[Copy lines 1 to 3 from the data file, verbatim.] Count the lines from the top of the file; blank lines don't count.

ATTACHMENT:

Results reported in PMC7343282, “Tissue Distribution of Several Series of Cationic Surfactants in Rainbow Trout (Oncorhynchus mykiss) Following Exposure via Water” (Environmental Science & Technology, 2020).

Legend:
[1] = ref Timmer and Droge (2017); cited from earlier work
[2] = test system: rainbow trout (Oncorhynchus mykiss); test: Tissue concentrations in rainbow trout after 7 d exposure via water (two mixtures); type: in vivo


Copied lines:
Results reported in PMC7343282, “Tissue Distribution of Several Series of Cationic Surfactants in Rainbow Trout (Oncorhynchus mykiss) Following Exposure via Water” (Environmental Science & Technology, 2020).

Legend:
[1] = ref Timmer and Droge (2017); cited from earlier work